In my opinion, it is inevitable that any culture would not evolve in this day of globalization and urbanization.

As a sowetan, born and bred, raised in a family of very strong willed women and not many males around me, I struggle to grasp the concept of culture pertaining to the roles of men and women. However, I am respectful of other peoples tradition (and religions), if it works for you, then so be it. But if you are going to do something, follow it well. 

I am strongly opposed to people who use it to suit their agendas. 

Apart from all this, I view and know myself to be an African, the same African who follows a religion that was introduced to my ancestors by Europeans. The same African who relates to the struggles and achievements of my fellow brothers and sisters (be it black or white),  understands the challenges facing my continent, pre- and post colonization. Whose heart smiles in glee when I see how far we have come and whom God gave the extra strength to strive in adversity. The same African who enters a boardroom and has to work harder than my European counterparts to prove that I am meant to be there and can do just as well if not better. The same African who knows that we might have won the battle against colonization, but the war is far from over.

Mpho Raborife
Member of Wowos Club
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Sunday the 14th of April 2013

10:35:11 AM

In memory of Norman Ntshinga

Dear All, 

Email below was sent to Lindikhaya Ntshinga and he then forwarded it to me. I share it with you Wowos Club members as it is a beautiful message. 

Dear Mr Ntshinga,
Hi, my name is Beth Danesco. I am a playwright over here near Boston Massachusetts, USA. I am writing because I am a fan of Athol Fugard and, in my reading about him, have come to learn about and be inspired by The Serpent Players. After some googling 😊 , I discovered you might be Norman Ntshinga's grandson.  I hope I've got the right guy and I hope you don't mind that I am contacting you.
I wanted to drop you a quick line to say tomorrow afternoon I am having a full length play read in front of an audience for the first time. It's being read by a group of actors I have assembled in a kind of theater company. I wanted you to know I was inspired to put this reading together by your grandfather's example. He and the Serpent Players were in tough circumstances I can't even imagine, and yet they still pursued their art-- even doing theater in prison...  So, what excuse do I have in easy circumstances to not do the same? Your grandfather's example has really made me have a new perspective on my responsibilities as a writer and a artist.  As a thank you and token of respect, I am dedicating my reading tomorrow to his memory. It's not much, I dont expect a very big audience, but maybe it gets someone there to look into his life... so,I just wanted to contact someone who knew him and let them know. I don't know why! You may be thinking "What is this woman even talking about?"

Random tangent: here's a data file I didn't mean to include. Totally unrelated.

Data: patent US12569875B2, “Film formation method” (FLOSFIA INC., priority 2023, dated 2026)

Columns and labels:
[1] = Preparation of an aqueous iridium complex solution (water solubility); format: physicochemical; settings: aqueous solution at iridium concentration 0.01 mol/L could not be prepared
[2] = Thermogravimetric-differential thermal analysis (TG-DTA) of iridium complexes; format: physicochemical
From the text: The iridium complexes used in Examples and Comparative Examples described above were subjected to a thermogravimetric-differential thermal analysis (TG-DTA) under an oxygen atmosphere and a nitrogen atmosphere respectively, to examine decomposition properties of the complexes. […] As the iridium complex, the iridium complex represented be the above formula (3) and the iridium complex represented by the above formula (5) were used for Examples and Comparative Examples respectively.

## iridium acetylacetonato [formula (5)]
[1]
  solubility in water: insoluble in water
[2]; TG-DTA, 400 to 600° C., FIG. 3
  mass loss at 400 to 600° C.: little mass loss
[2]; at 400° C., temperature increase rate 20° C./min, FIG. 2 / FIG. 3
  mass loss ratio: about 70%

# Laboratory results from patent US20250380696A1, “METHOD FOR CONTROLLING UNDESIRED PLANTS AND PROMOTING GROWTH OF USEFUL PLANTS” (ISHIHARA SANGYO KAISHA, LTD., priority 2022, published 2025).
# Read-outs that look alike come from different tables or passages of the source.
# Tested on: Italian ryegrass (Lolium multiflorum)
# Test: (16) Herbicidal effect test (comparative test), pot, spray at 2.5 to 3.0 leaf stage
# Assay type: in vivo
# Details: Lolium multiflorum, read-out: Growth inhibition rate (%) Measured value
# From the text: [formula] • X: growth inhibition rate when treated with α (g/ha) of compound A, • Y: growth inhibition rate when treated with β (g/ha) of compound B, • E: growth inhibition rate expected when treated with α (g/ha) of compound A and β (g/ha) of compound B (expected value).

Anyhow, that's all. I am including a link to our reading if you'd like to see more about it (it actually involves South Africa....) I would love to hear from you and hear more about your grandfather and his wife and the Serpent Players if you have any thing you'd like to share.  There isn't much about them online. Which is a shame.
Thanks for your patience in reading this. And best wishes,
Beth Danesco
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Monday the 18th of February 2013

11:22:04 PM

Rekindling the South African dream - Mamphela Ramphele

Dear All, 

Firstly, thank you to Tando for sending us the speech. 

I also read the speech and I think it is a good start for Mamphele. The speech takes you, emotionally, through the journey of pre-1994 and how Mandela became the beacon of hope and the first democratically elected black President. However, the speech fails to acknowledge the hard work of the ANC pre and post 1994, particularly the work of Thabo Mbeki as the President of the country close to 15 years (I am of the view that Thabo Mbeki was the driver even under Mandela's Presidency).